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Assistive listening devices

There are five general types of assistive listening devices: audio induction (also called a hearing) loop, FM system, infrared system, personal amplified system and Bluetooth systems. The right device for you can depend on your hearing loss and where you need communication access.

This page provides a brief description of how each device works. You can also schedule a Hearing Loss Assistive Technology Demonstration with us to see how some assistive listening devices work.

Audio induction or hearing loop

  • Transmits sound via a microphone, an amplifier and wiring that encircles the seating (or listening!) area. It can also be used at counters and other smaller spaces to improve one-on-one communication.
  • Loops work by eliminating background noise, allowing the listener to hear the speaker's voice clearly, at a comfortable listening level. This is especially helpful in large spaces with poor acoustic features, such as hard floors, high ceilings and open space, but it is also helpful in settings where many people may be speaking at once, like an airport check-in desk or a bank.  
  • To pick up the signals, hearing aid users use the T (telecoil) switch or program on their hearing aids and sit or stand within or near the wired area. However, even individuals without hearing aids or without a telecoil program can benefit from loop systems by using a portable device with headphones.
  • You can learn more about hearing loops and advocating for loop installation at Loop Minnesota.

FM system

  • Transmits sound wirelessly via radio waves.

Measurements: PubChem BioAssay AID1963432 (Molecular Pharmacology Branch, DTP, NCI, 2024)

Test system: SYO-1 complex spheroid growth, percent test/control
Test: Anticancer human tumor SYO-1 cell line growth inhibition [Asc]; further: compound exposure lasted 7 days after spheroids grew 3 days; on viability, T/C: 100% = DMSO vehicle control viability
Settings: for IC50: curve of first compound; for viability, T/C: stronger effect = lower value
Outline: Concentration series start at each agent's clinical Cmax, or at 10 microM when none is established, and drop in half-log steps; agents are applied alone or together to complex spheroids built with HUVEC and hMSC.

• The speaker wears a compact transmitter and microphone and the listener wears a portable receiver.
  • The receiver may have a headphone, neckloop or other accessories.
  • Commonly used for group meetings, church settings, conferences and classes. It may be used both indoors and outdoors.

Infrared system

  • Transmits sound wirelessly via invisible light beams.
  • The receiver must be in direct line of sight of the light beam from the transmitter.
  • Commonly used in churches, theaters and auditoriums. It can only be used indoors; sunlight may interfere with transmission.
  • There are infrared devices made just for home television listening. The transmitter is placed on the TV and plugs into an electrical outlet. The user wears a battery-powered headset (receiver) with volume control. The TV volume can then be set at a comfortable level for other listeners.

Personal amplified system

  • A portable device that transmits sound via a microphone and transmitter to headphones, an earphone or a neck loop.
  • Useful for one-on-one conversations or TV listening.
  • Can be used indoors or outdoors.

Bluetooth system

  • Transmits sound via Wi-Fi.
  • Works directly with hearing aids that have Bluetooth.
  • Individuals with hearing loss who do not use hearing aids can use a smartphone or tablet with earphones to connect to the wirelessly transmitted sound.

Where to buy assistive listening devices

Generally, most assistive listening devices are only available from specialty retailers. You can find some specialty retailers on these two vendor lists: 

As with all technology, prices vary widely. Consider the features and benefits that are important to you, as well as your budget.

Fact sheets

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